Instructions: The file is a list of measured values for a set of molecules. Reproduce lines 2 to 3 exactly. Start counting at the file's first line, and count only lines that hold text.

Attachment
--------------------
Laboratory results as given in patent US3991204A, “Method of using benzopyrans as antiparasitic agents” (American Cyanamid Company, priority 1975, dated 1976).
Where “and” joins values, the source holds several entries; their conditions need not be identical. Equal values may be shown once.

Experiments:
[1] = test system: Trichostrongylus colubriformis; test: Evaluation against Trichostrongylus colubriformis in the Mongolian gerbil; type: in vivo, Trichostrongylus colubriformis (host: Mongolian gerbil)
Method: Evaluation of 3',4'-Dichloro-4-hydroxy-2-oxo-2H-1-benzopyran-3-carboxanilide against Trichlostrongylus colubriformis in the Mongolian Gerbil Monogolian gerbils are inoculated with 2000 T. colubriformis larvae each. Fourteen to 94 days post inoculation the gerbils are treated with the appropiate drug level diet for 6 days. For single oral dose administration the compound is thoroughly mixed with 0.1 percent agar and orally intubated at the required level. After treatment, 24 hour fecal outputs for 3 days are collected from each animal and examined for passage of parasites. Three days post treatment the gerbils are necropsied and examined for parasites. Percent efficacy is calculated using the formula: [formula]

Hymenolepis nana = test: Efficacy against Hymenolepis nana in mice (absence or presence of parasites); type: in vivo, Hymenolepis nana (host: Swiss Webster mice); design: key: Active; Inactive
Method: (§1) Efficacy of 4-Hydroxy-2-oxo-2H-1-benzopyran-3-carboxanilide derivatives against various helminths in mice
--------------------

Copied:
Where “and” joins values, the source holds several entries; their conditions need not be identical. Equal values may be shown once.

Experiments: